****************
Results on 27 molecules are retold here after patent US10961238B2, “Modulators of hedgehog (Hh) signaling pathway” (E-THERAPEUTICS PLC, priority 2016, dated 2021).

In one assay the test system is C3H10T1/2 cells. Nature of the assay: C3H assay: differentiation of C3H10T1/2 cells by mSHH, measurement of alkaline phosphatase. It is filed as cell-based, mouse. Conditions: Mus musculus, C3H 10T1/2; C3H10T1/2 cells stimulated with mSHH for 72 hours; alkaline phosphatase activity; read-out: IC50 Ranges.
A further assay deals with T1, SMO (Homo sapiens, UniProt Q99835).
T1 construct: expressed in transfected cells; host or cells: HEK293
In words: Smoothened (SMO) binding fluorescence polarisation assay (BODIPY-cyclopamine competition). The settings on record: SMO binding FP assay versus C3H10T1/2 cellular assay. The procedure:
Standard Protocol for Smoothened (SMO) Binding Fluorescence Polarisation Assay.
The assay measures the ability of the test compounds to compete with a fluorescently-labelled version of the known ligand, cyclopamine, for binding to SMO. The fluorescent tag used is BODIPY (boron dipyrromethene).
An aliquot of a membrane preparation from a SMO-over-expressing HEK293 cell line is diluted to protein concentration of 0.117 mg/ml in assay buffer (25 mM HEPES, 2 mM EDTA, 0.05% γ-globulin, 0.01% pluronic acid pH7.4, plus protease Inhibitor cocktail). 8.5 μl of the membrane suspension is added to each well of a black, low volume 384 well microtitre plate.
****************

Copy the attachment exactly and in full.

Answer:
Results on 27 molecules are retold here after patent US10961238B2, “Modulators of hedgehog (Hh) signaling pathway” (E-THERAPEUTICS PLC, priority 2016, dated 2021).

In one assay the test system is C3H10T1/2 cells. Nature of the assay: C3H assay: differentiation of C3H10T1/2 cells by mSHH, measurement of alkaline phosphatase. It is filed as cell-based, mouse. Conditions: Mus musculus, C3H 10T1/2; C3H10T1/2 cells stimulated with mSHH for 72 hours; alkaline phosphatase activity; read-out: IC50 Ranges.
A further assay deals with T1, SMO (Homo sapiens, UniProt Q99835).
T1 construct: expressed in transfected cells; host or cells: HEK293
In words: Smoothened (SMO) binding fluorescence polarisation assay (BODIPY-cyclopamine competition). The settings on record: SMO binding FP assay versus C3H10T1/2 cellular assay. The procedure:
Standard Protocol for Smoothened (SMO) Binding Fluorescence Polarisation Assay.
The assay measures the ability of the test compounds to compete with a fluorescently-labelled version of the known ligand, cyclopamine, for binding to SMO. The fluorescent tag used is BODIPY (boron dipyrromethene).
An aliquot of a membrane preparation from a SMO-over-expressing HEK293 cell line is diluted to protein concentration of 0.117 mg/ml in assay buffer (25 mM HEPES, 2 mM EDTA, 0.05% γ-globulin, 0.01% pluronic acid pH7.4, plus protease Inhibitor cocktail). 8.5 μl of the membrane suspension is added to each well of a black, low volume 384 well microtitre plate.